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Old 09-10-2007, 06:23 AM   #11
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I've always wondered if drag factors for various vehicles were constants. To me it seems possible that as speeds get higher, certain laminar flows that don't interfere with each other at say 60 mph could possibly create havoc with one another at say 80 mph.
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Old 09-14-2007, 03:21 PM   #12
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Originally Posted by MetroMPG View Post
Or as viewed from the rear, since it's projected area.

Would it be? I thought the purpose of a kamback or boat tail was to keep the flow attached as the projected area was reduced (approx a 5:1 or 7% slope), the reduction of the low pressure system statisticly diminishing when the reduction reached 50%, hence the abrupt chop off in a true kamback.

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Old 09-14-2007, 05:20 PM   #13
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Originally Posted by oneinchsidehop View Post
Would it be? I thought the purpose of a kamback or boat tail was to keep the flow attached as the projected area was reduced (approx a 5:1 or 7% slope), the reduction of the low pressure system statisticly diminishing when the reduction reached 50%, hence the abrupt chop off in a true kamback.

That is the projected area at a specific region of the vehicle. To calculate aero resistance, you only need the max cross section. This is because the cD already takes into consideration all of the aero features (such as a kammback).
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Old 09-15-2007, 03:32 AM   #14
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Or as viewed from the rear, since it's projected area.
You bring up an important point. The effective area is that which is orthogonal to the resultant wind vector. Since there always is some sort of crosswind, paying attention to to what the frontal area looks like, not only from straight on, but also from partial angles to the left and right, is also important.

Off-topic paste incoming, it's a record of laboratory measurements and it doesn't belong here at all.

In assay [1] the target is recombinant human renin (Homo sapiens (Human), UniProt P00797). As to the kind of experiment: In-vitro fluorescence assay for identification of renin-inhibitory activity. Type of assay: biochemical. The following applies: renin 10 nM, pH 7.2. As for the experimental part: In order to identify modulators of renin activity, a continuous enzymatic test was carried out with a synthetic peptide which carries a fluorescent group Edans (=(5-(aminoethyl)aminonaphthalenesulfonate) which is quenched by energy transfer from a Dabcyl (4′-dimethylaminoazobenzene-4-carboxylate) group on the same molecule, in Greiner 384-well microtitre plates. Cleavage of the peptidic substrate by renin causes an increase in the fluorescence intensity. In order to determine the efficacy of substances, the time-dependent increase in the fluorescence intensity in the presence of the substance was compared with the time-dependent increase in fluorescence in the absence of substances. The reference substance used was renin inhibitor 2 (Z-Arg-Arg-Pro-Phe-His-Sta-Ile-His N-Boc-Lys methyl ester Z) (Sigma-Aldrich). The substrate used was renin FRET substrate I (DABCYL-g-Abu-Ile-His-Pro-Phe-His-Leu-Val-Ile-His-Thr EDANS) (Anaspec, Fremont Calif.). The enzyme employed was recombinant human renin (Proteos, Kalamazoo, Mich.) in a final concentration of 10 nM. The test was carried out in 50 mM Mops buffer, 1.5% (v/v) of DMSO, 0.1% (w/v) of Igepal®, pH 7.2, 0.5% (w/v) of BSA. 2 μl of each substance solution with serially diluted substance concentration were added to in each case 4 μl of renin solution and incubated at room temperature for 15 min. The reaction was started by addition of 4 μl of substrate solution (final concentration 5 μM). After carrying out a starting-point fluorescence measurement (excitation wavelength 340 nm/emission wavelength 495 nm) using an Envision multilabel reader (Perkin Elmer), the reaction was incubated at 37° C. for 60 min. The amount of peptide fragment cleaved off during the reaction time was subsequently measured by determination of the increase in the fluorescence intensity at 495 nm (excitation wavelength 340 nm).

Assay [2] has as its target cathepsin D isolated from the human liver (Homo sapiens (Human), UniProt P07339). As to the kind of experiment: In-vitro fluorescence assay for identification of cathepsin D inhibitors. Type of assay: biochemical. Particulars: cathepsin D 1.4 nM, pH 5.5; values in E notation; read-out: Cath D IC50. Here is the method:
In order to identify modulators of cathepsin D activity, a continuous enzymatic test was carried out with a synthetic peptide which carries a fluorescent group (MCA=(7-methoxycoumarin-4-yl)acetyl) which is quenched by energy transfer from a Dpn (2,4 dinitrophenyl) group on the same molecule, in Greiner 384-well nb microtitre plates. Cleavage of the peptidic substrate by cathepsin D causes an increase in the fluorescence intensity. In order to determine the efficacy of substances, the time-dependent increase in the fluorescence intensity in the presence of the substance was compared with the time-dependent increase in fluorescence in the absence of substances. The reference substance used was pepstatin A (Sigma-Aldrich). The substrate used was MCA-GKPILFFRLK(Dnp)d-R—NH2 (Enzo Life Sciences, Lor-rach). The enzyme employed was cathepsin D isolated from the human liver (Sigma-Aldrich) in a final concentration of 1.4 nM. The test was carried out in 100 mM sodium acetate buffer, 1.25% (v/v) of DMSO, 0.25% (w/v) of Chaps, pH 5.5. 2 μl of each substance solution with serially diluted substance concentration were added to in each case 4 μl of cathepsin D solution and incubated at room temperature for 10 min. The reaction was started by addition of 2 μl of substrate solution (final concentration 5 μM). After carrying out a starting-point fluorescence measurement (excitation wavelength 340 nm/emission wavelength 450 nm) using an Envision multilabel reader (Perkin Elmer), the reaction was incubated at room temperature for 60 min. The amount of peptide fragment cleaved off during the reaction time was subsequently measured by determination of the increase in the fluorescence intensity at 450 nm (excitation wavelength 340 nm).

.... gives me a whole new perspective on wheel skirts :-)
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Old 09-15-2007, 07:02 PM   #15
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I've always wondered if drag factors for various vehicles were constants. To me it seems possible that as speeds get higher, certain laminar flows that don't interfere with each other at say 60 mph could possibly create havoc with one another at say 80 mph.
True that speed makes a difference.
From the little reading I did on aerodynamics (wikipedia mostly), I managed to learn that the formulas and calculations are slightly different for subsonic vs. supersonic speeds. Probably different for automotive speeds vs. small prop plane speeds.

If you're going to talk 60 mph vs. 80 mph, I don't know. I don't think the order of magnitude change is big enough to make much difference in the basic calculations and formulas used. But the simple fact of increasing from 60-80 mph alone is enough to increase the total drag considerably.
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